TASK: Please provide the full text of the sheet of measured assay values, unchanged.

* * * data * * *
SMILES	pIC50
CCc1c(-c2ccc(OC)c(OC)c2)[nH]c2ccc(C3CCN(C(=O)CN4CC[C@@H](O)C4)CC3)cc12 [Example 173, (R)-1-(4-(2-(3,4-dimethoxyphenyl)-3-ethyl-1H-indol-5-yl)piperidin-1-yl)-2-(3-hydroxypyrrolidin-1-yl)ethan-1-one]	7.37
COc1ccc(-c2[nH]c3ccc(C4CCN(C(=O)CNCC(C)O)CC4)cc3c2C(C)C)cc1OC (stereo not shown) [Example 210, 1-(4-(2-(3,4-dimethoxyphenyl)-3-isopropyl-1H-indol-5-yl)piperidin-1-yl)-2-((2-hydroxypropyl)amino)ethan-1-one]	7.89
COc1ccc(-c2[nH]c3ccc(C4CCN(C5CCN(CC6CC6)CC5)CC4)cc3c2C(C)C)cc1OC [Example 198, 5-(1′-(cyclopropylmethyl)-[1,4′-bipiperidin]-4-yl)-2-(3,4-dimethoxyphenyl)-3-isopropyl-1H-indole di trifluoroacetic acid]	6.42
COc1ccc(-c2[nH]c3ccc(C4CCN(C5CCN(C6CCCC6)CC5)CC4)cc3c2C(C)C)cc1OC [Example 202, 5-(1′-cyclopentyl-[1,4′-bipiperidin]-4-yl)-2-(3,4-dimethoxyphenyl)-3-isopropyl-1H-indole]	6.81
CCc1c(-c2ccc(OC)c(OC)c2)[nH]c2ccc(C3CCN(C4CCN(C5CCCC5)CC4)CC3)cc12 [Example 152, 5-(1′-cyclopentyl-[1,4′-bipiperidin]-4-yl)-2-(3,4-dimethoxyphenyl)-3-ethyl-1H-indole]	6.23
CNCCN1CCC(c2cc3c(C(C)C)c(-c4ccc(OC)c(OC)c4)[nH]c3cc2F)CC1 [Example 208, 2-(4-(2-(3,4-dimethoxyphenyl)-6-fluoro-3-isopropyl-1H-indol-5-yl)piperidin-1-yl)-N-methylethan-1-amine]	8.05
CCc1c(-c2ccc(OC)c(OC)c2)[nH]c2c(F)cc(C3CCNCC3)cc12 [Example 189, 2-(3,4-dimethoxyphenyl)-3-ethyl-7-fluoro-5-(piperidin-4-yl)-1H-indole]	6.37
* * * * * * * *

SMILES	pIC50
CCc1c(-c2ccc(OC)c(OC)c2)[nH]c2ccc(C3CCN(C(=O)CN4CC[C@@H](O)C4)CC3)cc12 [Example 173, (R)-1-(4-(2-(3,4-dimethoxyphenyl)-3-ethyl-1H-indol-5-yl)piperidin-1-yl)-2-(3-hydroxypyrrolidin-1-yl)ethan-1-one]	7.37
COc1ccc(-c2[nH]c3ccc(C4CCN(C(=O)CNCC(C)O)CC4)cc3c2C(C)C)cc1OC (stereo not shown) [Example 210, 1-(4-(2-(3,4-dimethoxyphenyl)-3-isopropyl-1H-indol-5-yl)piperidin-1-yl)-2-((2-hydroxypropyl)amino)ethan-1-one]	7.89
COc1ccc(-c2[nH]c3ccc(C4CCN(C5CCN(CC6CC6)CC5)CC4)cc3c2C(C)C)cc1OC [Example 198, 5-(1′-(cyclopropylmethyl)-[1,4′-bipiperidin]-4-yl)-2-(3,4-dimethoxyphenyl)-3-isopropyl-1H-indole di trifluoroacetic acid]	6.42
COc1ccc(-c2[nH]c3ccc(C4CCN(C5CCN(C6CCCC6)CC5)CC4)cc3c2C(C)C)cc1OC [Example 202, 5-(1′-cyclopentyl-[1,4′-bipiperidin]-4-yl)-2-(3,4-dimethoxyphenyl)-3-isopropyl-1H-indole]	6.81
CCc1c(-c2ccc(OC)c(OC)c2)[nH]c2ccc(C3CCN(C4CCN(C5CCCC5)CC4)CC3)cc12 [Example 152, 5-(1′-cyclopentyl-[1,4′-bipiperidin]-4-yl)-2-(3,4-dimethoxyphenyl)-3-ethyl-1H-indole]	6.23
CNCCN1CCC(c2cc3c(C(C)C)c(-c4ccc(OC)c(OC)c4)[nH]c3cc2F)CC1 [Example 208, 2-(4-(2-(3,4-dimethoxyphenyl)-6-fluoro-3-isopropyl-1H-indol-5-yl)piperidin-1-yl)-N-methylethan-1-amine]	8.05
CCc1c(-c2ccc(OC)c(OC)c2)[nH]c2c(F)cc(C3CCNCC3)cc12 [Example 189, 2-(3,4-dimethoxyphenyl)-3-ethyl-7-fluoro-5-(piperidin-4-yl)-1H-indole]	6.37